Shen Yun Brings Peace to Heavy Hearts

April 19, 2016 11:44 pm Last Updated: April 20, 2016 11:53 pm

NORTHRIDGE, Calif.—Ten years ago, artists from around the world came together in New York to form a company that could allow them to share the authentic traditional Chinese culture on the world’s stage.

In 2006, Shen Yun Performing Arts began its first world tour, and Ms. Terri Hall was one of those audience members who saw a renaissance begin. Since then, she had wanted to return to the performance of classical Chinese dance and divinely inspired culture.

A decade later, in Southern California, Ms. Hall was treated to a Shen Yun performance by her boyfriend Michael Montagna, former district attorney, at the Valley Performing Arts Center.

“Oh! Oh, they’re so … everyone is in perfect unison and the beauty and the flowing grace of it all,” said Ms. Hall, who has a background in theater and was formerly an ice skater. “I think you just have to suspend yourself to go with them, to leap with them, and to dance.”

For Mr. Montagna, the performance was “ephemeral, brings you to another world.”

It’s magical, uplifting, ephemeral.
— Michael Montagna

“It’s magical, uplifting, ephemeral,” he repeated, marveling at Shen Yun’s technical feats. The animated background made it look like people were descending to the stage from heaven. The tumbling and aerial techniques of the classical Chinese dancers made gravity look obsolete.

“All of it is just kind of mind-blowing,” he said.

Holli Hume after watching Shen Yun Performing Arts at the Valley Performing Arts Center in Northridge on the evening of April 19, 2016. (Courtesy of NTD Television)
Holli Hume after watching Shen Yun Performing Arts at the Valley Performing Arts Center in Northridge on the evening of April 19, 2016. (Courtesy of NTD Television)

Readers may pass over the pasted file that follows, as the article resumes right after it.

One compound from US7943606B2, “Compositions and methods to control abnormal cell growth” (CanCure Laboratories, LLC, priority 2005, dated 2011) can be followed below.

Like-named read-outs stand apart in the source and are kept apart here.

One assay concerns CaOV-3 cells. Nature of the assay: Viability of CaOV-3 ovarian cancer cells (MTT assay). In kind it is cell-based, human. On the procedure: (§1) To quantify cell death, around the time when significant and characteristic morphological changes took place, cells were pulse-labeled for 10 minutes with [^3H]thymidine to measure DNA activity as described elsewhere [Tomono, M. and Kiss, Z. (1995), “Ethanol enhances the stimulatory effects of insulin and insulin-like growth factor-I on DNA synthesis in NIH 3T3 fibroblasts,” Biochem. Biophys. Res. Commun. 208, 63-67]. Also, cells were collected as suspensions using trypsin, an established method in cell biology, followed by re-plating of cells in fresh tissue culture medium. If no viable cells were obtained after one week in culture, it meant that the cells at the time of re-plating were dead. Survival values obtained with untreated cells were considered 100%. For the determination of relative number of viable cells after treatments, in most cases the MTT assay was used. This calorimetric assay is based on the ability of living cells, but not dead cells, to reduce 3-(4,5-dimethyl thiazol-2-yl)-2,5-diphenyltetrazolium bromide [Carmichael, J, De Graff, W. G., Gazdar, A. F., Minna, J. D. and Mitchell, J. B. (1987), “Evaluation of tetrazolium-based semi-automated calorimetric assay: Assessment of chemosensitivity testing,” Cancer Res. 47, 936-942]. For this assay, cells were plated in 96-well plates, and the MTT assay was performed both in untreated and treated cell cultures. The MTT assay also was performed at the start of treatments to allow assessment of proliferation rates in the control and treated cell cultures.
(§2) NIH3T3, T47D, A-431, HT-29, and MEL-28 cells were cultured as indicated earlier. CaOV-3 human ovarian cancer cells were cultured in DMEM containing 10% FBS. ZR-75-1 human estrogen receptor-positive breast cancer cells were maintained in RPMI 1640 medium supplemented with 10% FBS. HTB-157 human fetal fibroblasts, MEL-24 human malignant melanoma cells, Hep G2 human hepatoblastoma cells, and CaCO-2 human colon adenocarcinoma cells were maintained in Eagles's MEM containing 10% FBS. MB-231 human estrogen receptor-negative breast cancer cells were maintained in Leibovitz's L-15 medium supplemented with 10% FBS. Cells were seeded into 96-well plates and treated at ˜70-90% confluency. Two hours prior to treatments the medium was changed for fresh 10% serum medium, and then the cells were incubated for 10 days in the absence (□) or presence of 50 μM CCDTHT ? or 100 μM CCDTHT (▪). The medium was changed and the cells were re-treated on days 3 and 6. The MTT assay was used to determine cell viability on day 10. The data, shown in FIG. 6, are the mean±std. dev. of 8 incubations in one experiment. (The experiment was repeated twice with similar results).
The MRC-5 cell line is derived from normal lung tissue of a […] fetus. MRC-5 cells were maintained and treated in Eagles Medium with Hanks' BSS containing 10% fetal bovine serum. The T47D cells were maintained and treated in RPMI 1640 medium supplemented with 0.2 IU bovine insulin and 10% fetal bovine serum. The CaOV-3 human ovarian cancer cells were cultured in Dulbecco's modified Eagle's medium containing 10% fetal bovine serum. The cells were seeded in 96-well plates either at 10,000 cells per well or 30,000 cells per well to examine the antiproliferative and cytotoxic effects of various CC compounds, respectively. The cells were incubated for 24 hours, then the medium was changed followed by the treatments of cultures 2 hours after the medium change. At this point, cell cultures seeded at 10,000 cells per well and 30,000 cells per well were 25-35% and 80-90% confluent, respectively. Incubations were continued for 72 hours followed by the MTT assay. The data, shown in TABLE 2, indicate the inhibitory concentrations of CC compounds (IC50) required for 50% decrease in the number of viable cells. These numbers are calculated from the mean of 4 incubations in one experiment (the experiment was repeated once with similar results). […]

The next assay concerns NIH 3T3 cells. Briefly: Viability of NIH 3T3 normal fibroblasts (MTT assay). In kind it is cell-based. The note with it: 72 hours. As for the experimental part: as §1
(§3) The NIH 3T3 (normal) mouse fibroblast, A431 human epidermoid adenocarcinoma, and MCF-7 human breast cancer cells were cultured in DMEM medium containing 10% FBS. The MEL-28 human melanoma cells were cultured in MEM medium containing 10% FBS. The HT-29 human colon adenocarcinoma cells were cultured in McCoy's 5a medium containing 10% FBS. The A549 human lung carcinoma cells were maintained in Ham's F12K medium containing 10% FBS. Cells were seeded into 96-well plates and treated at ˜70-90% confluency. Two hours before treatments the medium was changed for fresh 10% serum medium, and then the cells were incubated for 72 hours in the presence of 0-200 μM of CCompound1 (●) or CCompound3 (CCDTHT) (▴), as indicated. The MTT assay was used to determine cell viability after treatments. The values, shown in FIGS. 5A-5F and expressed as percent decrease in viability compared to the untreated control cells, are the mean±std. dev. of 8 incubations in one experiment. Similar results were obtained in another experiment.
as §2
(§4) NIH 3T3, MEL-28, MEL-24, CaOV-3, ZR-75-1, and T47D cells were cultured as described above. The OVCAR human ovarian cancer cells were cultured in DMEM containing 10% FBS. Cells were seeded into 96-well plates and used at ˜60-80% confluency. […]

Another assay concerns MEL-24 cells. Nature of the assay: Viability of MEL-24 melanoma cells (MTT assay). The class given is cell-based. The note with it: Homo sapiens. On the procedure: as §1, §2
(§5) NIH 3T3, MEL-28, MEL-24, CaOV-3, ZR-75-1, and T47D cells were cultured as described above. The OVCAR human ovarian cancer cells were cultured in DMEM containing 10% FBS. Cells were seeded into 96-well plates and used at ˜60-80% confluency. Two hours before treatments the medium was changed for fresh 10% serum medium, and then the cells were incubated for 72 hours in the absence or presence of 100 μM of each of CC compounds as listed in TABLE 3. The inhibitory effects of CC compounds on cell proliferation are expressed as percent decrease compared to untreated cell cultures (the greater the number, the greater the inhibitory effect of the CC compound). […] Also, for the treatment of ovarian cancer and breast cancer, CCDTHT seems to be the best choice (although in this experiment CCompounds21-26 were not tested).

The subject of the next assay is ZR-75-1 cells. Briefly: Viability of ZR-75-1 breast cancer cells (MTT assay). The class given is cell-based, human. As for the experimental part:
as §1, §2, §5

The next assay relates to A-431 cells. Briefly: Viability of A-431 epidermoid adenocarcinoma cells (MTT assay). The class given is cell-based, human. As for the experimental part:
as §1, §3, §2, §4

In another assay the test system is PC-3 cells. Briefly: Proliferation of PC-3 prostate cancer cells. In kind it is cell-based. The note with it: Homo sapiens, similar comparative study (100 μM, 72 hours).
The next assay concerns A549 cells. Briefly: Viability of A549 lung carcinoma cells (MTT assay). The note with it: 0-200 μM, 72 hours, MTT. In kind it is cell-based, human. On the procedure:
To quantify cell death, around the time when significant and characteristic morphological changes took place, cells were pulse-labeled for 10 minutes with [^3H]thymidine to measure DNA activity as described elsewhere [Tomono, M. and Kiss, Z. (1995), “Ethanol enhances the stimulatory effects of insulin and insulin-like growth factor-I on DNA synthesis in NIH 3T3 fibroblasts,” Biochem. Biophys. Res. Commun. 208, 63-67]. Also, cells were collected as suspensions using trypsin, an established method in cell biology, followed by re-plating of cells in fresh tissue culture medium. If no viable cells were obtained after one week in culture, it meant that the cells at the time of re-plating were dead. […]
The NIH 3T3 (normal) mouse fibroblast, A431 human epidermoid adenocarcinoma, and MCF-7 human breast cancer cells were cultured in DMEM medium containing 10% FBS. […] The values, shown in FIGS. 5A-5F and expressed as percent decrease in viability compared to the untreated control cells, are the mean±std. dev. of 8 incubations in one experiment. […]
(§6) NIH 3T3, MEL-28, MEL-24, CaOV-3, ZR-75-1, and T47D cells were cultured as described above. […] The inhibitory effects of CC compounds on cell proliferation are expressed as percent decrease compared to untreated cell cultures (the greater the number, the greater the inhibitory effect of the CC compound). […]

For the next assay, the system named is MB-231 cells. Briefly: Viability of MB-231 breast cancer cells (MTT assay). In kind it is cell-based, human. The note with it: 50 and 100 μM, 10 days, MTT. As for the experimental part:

For Ms. Holli Hume, who also attended the April 19 performance, Shen Yun was not just technically mind-blowing, but eye-opening as well.

Ms. Hume works in finance for the fashion industry, and says the common perception of China is an underpaid labor force and toxic products. Most people could not imagine the loveliness of this bygone culture she was witnessing on stage.

Seeing this, she thought people would think, “‘Oh, this is what China used to be? Really? It’s lovely.’ I praise them for doing this.”

“Absolutely love it. I appreciate it, and I think mostly because of what it stands for and what it is trying to achieve,” Ms. Hume said.

Ms. Hume is a truth seeker and spiritual person who grounds herself with meditation, so to see these themes reflected in the traditional culture on stage, she connected with it quite personally.

Less than a century ago, before communism took power in 1949, before the systematic campaigns to destroy traditional values and artifacts in the 1960s, the Chinese believed in harmony between heaven, earth, and humankind. Traditional Chinese culture is said to be divinely inspired, imparted by gods, and this connection with the heavens had lasted for thousands of years.

This philosophy of bringing heaven to earth—the divine coming to help people in some stories, Buddha’s light shining in a temple, the blooming of the Udumbara flower that signals the return of the “Holy King Who Turns the Wheel”—was new to Ms. Hume and inspiring.

“I love the philosophy, I’ve never heard it before,” she said. “I think it gave me the perspective, you know at the end, … It’s just a really joyful, thankful, grateful, harmony and peace.”

Ms. Hume attended the performance with a friend, who had been quite depressed that day, feeling like it was almost pointless because of how he felt. “He came in with this heavy heart, in a really heavy heart,” she said. But it was almost funny, because “he is so overjoyed right now,” she said after the performance.

“It really gave him fulfillment and peace inside,” Ms. Hume said.

“And I think if that’s what it’s doing around the world, can you imagine—with so much chaos and violence around—if this is being shown around the world, the peace that people come out with?” she asked.

As for herself, Ms. Hume said she, too, felt at peace watching Shen Yun. “It makes me feel more peaceful, and more like I have hope in humanity, all of us, that we can start to come together.”

Reporting by NTD Television and Catherine Yang

New York-based Shen Yun Performing Arts has four touring companies that perform simultaneously around the world. For more information, visit Shen Yun Performing Arts.

Epoch Times considers Shen Yun Performing Arts the significant cultural event of our time. We have proudly covered audience reactions since Shen Yun’s inception in 2006.